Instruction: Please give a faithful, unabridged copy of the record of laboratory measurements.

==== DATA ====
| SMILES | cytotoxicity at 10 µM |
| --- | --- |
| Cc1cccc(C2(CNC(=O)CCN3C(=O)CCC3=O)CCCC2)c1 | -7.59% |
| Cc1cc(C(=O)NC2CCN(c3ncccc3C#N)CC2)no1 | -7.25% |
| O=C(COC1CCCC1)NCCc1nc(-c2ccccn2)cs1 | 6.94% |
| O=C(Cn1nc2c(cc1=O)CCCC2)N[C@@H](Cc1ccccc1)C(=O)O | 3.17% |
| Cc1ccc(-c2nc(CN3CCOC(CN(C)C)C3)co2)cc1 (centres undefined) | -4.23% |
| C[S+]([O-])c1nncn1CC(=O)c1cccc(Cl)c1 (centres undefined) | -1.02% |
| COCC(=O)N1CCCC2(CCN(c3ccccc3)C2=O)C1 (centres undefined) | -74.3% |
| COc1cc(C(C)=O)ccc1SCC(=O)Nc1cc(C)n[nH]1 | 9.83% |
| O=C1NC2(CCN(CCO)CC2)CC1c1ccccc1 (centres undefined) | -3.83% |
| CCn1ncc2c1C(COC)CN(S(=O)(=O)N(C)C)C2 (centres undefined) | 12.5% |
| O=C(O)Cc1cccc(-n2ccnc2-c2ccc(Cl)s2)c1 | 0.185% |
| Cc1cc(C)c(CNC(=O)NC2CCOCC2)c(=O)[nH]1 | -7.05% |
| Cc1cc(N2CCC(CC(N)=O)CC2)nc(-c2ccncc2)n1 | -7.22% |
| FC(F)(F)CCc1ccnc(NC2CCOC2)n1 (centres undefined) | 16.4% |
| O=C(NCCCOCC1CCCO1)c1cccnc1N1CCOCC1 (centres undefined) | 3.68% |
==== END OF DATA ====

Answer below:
| SMILES | cytotoxicity at 10 µM |
| --- | --- |
| Cc1cccc(C2(CNC(=O)CCN3C(=O)CCC3=O)CCCC2)c1 | -7.59% |
| Cc1cc(C(=O)NC2CCN(c3ncccc3C#N)CC2)no1 | -7.25% |
| O=C(COC1CCCC1)NCCc1nc(-c2ccccn2)cs1 | 6.94% |
| O=C(Cn1nc2c(cc1=O)CCCC2)N[C@@H](Cc1ccccc1)C(=O)O | 3.17% |
| Cc1ccc(-c2nc(CN3CCOC(CN(C)C)C3)co2)cc1 (centres undefined) | -4.23% |
| C[S+]([O-])c1nncn1CC(=O)c1cccc(Cl)c1 (centres undefined) | -1.02% |
| COCC(=O)N1CCCC2(CCN(c3ccccc3)C2=O)C1 (centres undefined) | -74.3% |
| COc1cc(C(C)=O)ccc1SCC(=O)Nc1cc(C)n[nH]1 | 9.83% |
| O=C1NC2(CCN(CCO)CC2)CC1c1ccccc1 (centres undefined) | -3.83% |
| CCn1ncc2c1C(COC)CN(S(=O)(=O)N(C)C)C2 (centres undefined) | 12.5% |
| O=C(O)Cc1cccc(-n2ccnc2-c2ccc(Cl)s2)c1 | 0.185% |
| Cc1cc(C)c(CNC(=O)NC2CCOCC2)c(=O)[nH]1 | -7.05% |
| Cc1cc(N2CCC(CC(N)=O)CC2)nc(-c2ccncc2)n1 | -7.22% |
| FC(F)(F)CCc1ccnc(NC2CCOC2)n1 (centres undefined) | 16.4% |
| O=C(NCCCOCC1CCCO1)c1cccnc1N1CCOCC1 (centres undefined) | 3.68% |